CPET and Durham County Council
19 December 2009
Durham County Council (DCC), with the aid of CPET and the North East Improvement and Efficiency Partnership (NEIEP), have become one of the first Local Authorities to implement a timber procurement policy which is fully aligned with the UK government policy. A case study of the development and adoption of the policy is available here. Following initial consultations with the North East Improvement and Efficiency Partnership (NEIEP), the NEIEP approached DCC who were keen to examine whether the central government policy could be successfully adopted within the local government context. Both NEIEP and DCC have been champions of sustainable procurement in local government and saw the implementation of a sustainable timber procurement policy as an oppurtity to further promote this agenda.
Using the UK government policy as a template, and with support and feedback from CPET and NEIEP, DCC published the final draft of the Sustainable Timber Procurement Policy in May 2009. The policy states that ‘it is Durham County Council’s policy that all timber and wood derived products are required to be purchased from independently verifiable legal and sustainable sources’. This is in line with the UK government timber procurement policy and as far as possible the partners in the project were keen to ensure a consistency of approach.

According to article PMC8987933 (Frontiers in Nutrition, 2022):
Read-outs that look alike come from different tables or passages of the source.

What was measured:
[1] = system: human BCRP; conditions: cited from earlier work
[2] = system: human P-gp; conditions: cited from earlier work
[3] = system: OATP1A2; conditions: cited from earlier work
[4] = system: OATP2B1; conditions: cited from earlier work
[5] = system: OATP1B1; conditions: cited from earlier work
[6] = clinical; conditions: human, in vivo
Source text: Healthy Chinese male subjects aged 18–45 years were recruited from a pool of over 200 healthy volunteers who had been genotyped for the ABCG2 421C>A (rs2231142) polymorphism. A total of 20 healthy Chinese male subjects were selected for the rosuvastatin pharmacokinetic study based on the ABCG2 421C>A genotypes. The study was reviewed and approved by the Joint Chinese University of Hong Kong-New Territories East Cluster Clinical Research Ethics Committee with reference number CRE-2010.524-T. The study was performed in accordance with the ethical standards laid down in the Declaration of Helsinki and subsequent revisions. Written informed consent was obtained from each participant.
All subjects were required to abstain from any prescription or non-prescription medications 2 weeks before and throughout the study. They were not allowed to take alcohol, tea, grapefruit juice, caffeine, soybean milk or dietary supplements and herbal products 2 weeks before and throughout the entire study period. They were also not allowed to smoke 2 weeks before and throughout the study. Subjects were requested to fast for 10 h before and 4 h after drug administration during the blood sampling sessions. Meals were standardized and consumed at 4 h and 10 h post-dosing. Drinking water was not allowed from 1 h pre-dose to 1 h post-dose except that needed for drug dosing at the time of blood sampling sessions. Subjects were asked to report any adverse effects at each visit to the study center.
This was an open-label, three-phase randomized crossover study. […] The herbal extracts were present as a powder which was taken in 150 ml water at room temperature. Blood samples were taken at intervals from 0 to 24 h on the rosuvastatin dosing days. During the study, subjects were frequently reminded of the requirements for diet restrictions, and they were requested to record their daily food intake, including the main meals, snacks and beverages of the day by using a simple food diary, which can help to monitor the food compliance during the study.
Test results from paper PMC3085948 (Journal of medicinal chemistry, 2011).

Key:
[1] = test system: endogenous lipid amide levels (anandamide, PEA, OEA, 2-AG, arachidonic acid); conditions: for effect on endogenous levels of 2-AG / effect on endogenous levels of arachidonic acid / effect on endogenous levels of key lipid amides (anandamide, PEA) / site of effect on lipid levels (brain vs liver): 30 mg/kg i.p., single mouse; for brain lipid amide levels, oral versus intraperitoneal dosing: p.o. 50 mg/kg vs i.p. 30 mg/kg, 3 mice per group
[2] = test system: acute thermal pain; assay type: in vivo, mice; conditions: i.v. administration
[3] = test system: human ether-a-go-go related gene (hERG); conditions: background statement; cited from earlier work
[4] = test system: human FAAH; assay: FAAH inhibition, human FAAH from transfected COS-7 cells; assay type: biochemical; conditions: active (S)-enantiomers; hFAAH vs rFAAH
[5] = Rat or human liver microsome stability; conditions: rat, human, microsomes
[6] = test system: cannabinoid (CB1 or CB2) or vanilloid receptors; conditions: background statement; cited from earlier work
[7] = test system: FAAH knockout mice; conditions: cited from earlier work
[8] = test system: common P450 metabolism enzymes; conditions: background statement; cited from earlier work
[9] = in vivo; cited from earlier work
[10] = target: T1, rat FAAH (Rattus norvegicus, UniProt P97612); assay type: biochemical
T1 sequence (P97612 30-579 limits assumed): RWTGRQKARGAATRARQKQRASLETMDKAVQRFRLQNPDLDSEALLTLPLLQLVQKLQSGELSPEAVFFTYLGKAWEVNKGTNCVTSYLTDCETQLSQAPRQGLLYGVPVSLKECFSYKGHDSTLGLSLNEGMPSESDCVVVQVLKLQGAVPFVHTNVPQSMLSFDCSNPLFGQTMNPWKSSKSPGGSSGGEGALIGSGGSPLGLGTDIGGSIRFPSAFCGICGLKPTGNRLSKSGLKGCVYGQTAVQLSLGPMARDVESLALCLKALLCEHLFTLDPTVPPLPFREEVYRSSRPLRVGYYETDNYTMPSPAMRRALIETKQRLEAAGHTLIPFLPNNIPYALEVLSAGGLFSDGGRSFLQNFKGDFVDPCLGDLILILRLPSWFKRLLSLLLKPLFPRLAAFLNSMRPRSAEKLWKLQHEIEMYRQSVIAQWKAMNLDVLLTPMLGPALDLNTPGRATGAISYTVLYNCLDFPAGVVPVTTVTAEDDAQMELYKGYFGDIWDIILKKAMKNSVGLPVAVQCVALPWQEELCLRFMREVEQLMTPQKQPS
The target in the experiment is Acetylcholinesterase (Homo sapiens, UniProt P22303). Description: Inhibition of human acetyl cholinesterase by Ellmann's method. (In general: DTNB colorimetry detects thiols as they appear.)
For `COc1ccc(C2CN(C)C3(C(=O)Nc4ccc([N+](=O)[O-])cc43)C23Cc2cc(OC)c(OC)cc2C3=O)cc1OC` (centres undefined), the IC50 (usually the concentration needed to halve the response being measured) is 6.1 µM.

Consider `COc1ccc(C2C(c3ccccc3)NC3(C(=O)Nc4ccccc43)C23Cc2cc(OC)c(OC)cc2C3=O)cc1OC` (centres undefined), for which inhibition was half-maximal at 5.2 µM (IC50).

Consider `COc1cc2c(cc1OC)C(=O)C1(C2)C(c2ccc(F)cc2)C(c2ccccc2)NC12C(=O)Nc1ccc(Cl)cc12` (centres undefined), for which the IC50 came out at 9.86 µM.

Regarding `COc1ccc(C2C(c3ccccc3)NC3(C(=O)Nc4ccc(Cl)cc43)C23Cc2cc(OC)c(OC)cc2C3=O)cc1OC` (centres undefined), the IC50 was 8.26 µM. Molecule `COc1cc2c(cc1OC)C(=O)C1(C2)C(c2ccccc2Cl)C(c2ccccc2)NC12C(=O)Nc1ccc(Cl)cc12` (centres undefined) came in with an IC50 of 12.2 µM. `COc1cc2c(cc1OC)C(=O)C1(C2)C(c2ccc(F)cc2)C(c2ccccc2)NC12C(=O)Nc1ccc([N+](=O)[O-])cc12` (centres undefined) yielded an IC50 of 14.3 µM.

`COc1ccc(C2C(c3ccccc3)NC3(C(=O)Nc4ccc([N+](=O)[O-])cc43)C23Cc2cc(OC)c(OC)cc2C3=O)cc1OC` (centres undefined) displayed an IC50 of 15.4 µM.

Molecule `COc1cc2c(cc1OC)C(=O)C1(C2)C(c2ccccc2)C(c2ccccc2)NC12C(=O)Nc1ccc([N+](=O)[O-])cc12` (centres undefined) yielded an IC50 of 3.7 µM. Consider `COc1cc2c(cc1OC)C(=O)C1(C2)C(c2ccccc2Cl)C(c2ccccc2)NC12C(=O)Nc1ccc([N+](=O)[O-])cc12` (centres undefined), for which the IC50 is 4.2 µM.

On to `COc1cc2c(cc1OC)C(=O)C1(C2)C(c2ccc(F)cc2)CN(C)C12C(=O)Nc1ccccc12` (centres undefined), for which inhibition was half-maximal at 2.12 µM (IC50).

The case study of the DCC provides an important and significant example of cross scale consultation and collaboration and demonstrates the key lessons learnt in ensuring a sustainable procurement of timber. It is important that the public sector takes a standardised approach to the market on this issue.
CPET Project manager, Sofie Tind Nielsen commented:
“I am very pleased that Durham County Council has developed a timber procurement policy and has chosen to follow the guidance from the Central Point of Expertise on Timber (CPET). This approach ensures consistency across the public sector and enables CPET to be available to support Durham key personnel and its suppliers and contractors through the process of ensuring compliance and implementation. Too few Local Authorities are ensuring that the timber and wood products they consume is not from illegal sources, leading to deforestation and adding to climate change. Durham is leading the way in addressing these issues with the policy and we are referring to Durham as a very good case for other Local Authorities and public organisations to follow.”
Special mention has to be made to Peter Faill, Durham County Council's Strategic Procurement Manager (Sustainability), and Bill Kirkup, the NEIEP Sustainability Project Manager, who have both shown great leadership to recognise the importance that such a policy can have in ensuring the long term sustainability of supply of timber products through the mobilisation of local government buying power. The simple steps that they have taken to develop and implement the policy demonstrate that this is something that other local authorities can do to ensure they meet sustainable development targets and provide a catalyst for other sustainable procurement policies.